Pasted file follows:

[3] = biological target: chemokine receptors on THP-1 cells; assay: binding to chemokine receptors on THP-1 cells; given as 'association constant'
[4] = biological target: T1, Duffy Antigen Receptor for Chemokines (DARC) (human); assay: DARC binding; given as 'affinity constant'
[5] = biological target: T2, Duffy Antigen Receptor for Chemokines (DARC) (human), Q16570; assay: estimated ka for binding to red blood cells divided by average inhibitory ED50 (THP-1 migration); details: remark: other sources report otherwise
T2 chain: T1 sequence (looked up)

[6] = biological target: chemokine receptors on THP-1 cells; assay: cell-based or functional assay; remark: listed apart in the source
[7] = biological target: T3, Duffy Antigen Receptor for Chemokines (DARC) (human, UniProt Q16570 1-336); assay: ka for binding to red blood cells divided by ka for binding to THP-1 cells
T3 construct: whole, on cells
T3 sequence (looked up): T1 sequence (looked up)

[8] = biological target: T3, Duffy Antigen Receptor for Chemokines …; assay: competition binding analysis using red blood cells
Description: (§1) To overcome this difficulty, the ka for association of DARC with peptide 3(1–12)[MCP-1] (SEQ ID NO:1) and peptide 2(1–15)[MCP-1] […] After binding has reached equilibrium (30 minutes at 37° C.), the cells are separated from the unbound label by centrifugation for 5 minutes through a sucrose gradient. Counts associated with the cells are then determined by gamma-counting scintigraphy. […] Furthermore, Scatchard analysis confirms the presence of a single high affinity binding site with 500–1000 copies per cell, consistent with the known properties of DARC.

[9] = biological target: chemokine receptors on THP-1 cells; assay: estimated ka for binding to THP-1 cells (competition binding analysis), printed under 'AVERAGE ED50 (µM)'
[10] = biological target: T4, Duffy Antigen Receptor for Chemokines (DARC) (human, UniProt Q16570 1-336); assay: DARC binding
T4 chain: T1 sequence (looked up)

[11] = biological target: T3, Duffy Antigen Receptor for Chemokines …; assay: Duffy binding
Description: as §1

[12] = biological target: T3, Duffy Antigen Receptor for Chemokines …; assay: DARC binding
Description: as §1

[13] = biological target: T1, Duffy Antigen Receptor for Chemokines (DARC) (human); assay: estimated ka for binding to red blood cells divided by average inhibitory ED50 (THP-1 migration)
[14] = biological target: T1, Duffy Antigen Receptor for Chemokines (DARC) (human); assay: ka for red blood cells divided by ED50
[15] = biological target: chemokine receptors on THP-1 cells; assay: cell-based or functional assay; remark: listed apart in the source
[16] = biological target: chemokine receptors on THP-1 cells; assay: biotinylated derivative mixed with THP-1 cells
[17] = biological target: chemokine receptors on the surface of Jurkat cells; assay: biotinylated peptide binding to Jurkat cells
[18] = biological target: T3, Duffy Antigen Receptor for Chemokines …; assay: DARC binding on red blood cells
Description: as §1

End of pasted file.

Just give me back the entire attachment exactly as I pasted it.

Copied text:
[3] = biological target: chemokine receptors on THP-1 cells; assay: binding to chemokine receptors on THP-1 cells; given as 'association constant'
[4] = biological target: T1, Duffy Antigen Receptor for Chemokines (DARC) (human); assay: DARC binding; given as 'affinity constant'
[5] = biological target: T2, Duffy Antigen Receptor for Chemokines (DARC) (human), Q16570; assay: estimated ka for binding to red blood cells divided by average inhibitory ED50 (THP-1 migration); details: remark: other sources report otherwise
T2 chain: T1 sequence (looked up)

[6] = biological target: chemokine receptors on THP-1 cells; assay: cell-based or functional assay; remark: listed apart in the source
[7] = biological target: T3, Duffy Antigen Receptor for Chemokines (DARC) (human, UniProt Q16570 1-336); assay: ka for binding to red blood cells divided by ka for binding to THP-1 cells
T3 construct: whole, on cells
T3 sequence (looked up): T1 sequence (looked up)

[8] = biological target: T3, Duffy Antigen Receptor for Chemokines …; assay: competition binding analysis using red blood cells
Description: (§1) To overcome this difficulty, the ka for association of DARC with peptide 3(1–12)[MCP-1] (SEQ ID NO:1) and peptide 2(1–15)[MCP-1] […] After binding has reached equilibrium (30 minutes at 37° C.), the cells are separated from the unbound label by centrifugation for 5 minutes through a sucrose gradient. Counts associated with the cells are then determined by gamma-counting scintigraphy. […] Furthermore, Scatchard analysis confirms the presence of a single high affinity binding site with 500–1000 copies per cell, consistent with the known properties of DARC.

[9] = biological target: chemokine receptors on THP-1 cells; assay: estimated ka for binding to THP-1 cells (competition binding analysis), printed under 'AVERAGE ED50 (µM)'
[10] = biological target: T4, Duffy Antigen Receptor for Chemokines (DARC) (human, UniProt Q16570 1-336); assay: DARC binding
T4 chain: T1 sequence (looked up)

[11] = biological target: T3, Duffy Antigen Receptor for Chemokines …; assay: Duffy binding
Description: as §1

[12] = biological target: T3, Duffy Antigen Receptor for Chemokines …; assay: DARC binding
Description: as §1

[13] = biological target: T1, Duffy Antigen Receptor for Chemokines (DARC) (human); assay: estimated ka for binding to red blood cells divided by average inhibitory ED50 (THP-1 migration)
[14] = biological target: T1, Duffy Antigen Receptor for Chemokines (DARC) (human); assay: ka for red blood cells divided by ED50
[15] = biological target: chemokine receptors on THP-1 cells; assay: cell-based or functional assay; remark: listed apart in the source
[16] = biological target: chemokine receptors on THP-1 cells; assay: biotinylated derivative mixed with THP-1 cells
[17] = biological target: chemokine receptors on the surface of Jurkat cells; assay: biotinylated peptide binding to Jurkat cells
[18] = biological target: T3, Duffy Antigen Receptor for Chemokines …; assay: DARC binding on red blood cells
Description: as §1